Science.gov (United States)

    Ripoche, Sébastien

    2012-09-01

    The research presented below examines the focus charting model in French nursing practice. Between the objectives targeted by this model and actual practice, where to place the reflective process of the nurse? To answer this question, the methodology used is the comprehensive approach. It is characterized by the production of semi-structured interviews of nurses using the model studied, but also by the in situ observation of practices. The results show that nurses engaged a reflexive process in the use of the focus charting model. This reflexive process is "in" the action rather than "on" or "for" the action. Nurse's position vis a vis at their disposal is investigated.

  17. SELF WOUND MANAGEMENT PRACTICES BEFORE ATTENDING ANTIRABIES VACCINE CLINIC

    Directory of Open Access Journals (Sweden)

    Amit Kumar Mishra, Smita Panda, Prakash Chandra Panda

    2015-07-01

    Full Text Available Introduction: In INDIA almost 20000 people die (40% of world death each year from rabies. Most of these deaths could be prevented by post exposure prophylaxis with wound washing, rabies immunoglobulin & vaccination. Local wound management alone can reduce viral load by up to 80%. Objective: To study self-wound management practices in animal exposure patients before attending a tertiary level ARV clinic. Methodology: Data regarding wound management was collected by individual interview of patients attending the ARV clinic during OCT 2011 to MAR 2012. The data collected in the form of a questionnaire. Analysis of data was done in the Department Of Community Medicine, V.S.S. Medical College, Burla. Results: Total 493 cases of animal exposure were attended during the study period. Most common biting animal was dog (94.5%. 31% of cases were under the age of 10 years & 23% belongs to the age of 10-19 years. Male to female ratio was 3:1. Most of the cases (91% were of category III exposure. Immediate management of wound was practiced by 63-77% of cases before visiting ARV clinic; only 2% wash the wound with running water & soap for 15 minutes. 39% of cases applied Dettol/savlon at the wound side & other 38% applied turmeric, red chilli, kerosene, Band-Aid & ghee locally. Most cases (61% reported to ARV clinic within 24hours.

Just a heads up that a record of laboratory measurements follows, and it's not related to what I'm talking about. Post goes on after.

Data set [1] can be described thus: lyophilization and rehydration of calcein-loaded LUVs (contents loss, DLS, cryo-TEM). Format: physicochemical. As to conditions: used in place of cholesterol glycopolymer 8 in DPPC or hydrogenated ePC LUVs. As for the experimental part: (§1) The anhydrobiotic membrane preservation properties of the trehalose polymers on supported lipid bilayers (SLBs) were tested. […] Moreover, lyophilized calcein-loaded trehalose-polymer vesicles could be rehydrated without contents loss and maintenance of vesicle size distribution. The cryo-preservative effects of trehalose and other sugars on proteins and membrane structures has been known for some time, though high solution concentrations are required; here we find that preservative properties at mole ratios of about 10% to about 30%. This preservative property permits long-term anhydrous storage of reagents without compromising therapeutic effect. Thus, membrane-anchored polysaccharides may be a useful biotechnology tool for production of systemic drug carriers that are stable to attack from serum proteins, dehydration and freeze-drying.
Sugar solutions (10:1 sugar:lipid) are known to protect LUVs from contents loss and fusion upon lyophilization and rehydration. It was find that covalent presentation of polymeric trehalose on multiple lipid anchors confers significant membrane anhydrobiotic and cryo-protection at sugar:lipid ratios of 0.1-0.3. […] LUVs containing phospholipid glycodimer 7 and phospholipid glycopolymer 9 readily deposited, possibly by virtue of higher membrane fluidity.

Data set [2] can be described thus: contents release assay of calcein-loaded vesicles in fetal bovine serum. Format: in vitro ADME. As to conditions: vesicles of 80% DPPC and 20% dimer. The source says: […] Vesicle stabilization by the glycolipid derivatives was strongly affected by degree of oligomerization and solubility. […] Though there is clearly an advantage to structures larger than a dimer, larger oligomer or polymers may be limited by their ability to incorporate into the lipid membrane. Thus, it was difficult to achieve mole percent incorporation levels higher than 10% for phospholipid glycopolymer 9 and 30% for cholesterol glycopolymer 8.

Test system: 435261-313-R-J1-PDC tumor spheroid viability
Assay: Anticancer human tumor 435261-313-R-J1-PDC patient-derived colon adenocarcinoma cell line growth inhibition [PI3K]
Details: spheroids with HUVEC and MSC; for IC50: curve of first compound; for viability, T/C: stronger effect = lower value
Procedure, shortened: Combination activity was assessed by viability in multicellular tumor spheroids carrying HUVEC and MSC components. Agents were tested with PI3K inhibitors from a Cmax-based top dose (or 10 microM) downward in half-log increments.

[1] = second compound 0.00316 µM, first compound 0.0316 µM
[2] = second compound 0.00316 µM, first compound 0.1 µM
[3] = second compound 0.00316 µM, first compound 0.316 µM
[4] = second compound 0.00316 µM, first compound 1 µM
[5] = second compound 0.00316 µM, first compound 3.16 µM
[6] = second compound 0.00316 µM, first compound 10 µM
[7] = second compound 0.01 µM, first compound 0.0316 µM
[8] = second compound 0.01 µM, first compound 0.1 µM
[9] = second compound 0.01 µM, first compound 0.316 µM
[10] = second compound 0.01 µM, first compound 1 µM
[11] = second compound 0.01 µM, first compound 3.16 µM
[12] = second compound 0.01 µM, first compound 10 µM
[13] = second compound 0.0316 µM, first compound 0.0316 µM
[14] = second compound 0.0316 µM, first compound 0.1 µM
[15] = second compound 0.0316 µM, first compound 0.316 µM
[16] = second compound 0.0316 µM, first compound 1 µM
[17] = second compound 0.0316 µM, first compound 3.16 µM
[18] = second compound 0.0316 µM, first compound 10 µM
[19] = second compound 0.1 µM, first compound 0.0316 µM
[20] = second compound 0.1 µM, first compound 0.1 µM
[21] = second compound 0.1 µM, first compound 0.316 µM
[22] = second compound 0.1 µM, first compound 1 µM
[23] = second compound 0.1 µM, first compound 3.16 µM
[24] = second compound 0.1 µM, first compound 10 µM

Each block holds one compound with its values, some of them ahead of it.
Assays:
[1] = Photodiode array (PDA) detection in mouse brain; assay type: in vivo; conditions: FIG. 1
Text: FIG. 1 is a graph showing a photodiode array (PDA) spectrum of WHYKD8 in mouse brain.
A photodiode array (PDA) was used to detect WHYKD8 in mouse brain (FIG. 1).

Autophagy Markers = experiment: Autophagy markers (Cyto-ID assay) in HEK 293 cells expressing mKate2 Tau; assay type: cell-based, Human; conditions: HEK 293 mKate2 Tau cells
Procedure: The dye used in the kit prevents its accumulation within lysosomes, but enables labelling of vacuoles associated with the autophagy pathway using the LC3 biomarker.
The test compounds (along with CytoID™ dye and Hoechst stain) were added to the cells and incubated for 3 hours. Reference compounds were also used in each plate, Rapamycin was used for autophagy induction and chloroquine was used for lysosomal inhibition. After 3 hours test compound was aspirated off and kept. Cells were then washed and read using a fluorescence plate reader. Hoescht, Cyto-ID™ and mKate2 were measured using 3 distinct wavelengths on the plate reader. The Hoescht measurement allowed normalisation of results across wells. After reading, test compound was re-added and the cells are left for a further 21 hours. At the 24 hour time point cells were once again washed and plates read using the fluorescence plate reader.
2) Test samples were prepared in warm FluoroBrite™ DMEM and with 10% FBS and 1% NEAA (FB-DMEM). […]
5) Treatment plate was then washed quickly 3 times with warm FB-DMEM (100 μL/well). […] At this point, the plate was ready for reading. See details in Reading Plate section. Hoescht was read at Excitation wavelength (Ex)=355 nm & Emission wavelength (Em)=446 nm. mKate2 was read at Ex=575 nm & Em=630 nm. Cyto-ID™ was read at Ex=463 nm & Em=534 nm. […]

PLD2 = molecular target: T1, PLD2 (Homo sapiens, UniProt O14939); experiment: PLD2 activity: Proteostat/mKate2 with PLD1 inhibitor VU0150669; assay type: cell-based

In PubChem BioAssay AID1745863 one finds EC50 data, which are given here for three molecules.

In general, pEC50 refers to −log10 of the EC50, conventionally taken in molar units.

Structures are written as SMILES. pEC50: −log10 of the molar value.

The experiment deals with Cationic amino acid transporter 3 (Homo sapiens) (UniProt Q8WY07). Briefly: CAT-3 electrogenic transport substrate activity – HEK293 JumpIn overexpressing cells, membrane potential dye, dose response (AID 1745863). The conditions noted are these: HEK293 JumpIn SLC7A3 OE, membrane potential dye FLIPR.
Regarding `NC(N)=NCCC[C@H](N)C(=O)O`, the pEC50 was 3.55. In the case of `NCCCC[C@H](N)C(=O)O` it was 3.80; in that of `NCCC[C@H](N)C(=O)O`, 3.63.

18. Bimodal Programming: A Survey of Current Clinical Practice.

    Science.gov (United States)

    Siburt, Hannah W; Holmes, Alice E

    2015-06-01

    The purpose of this study was to determine the current clinical practice in approaches to bimodal programming in the United States. To be specific, if clinicians are recommending bimodal stimulation, who programs the hearing aid in the bimodal condition, and what method is used for programming the hearing aid? An 11-question online survey was created and sent via email to a comprehensive list of cochlear implant programming centers in the United States. The survey was sent to 360 recipients. Respondents in this study represented a diverse group of clinical settings (response rate: 26%). Results indicate little agreement about who programs the hearing aids, when they are programmed, and how they are programmed in the bimodal condition. Analysis of small versus large implant centers indicated small centers are less likely to add a device to the contralateral ear. Although a growing number of cochlear implant recipients choose to wear a hearing aid on the contralateral ear, there is inconsistency in the current clinical approach to bimodal programming. These survey results provide evidence of large variability in the current bimodal programming practices and indicate a need for more structured clinical recommendations and programming approaches.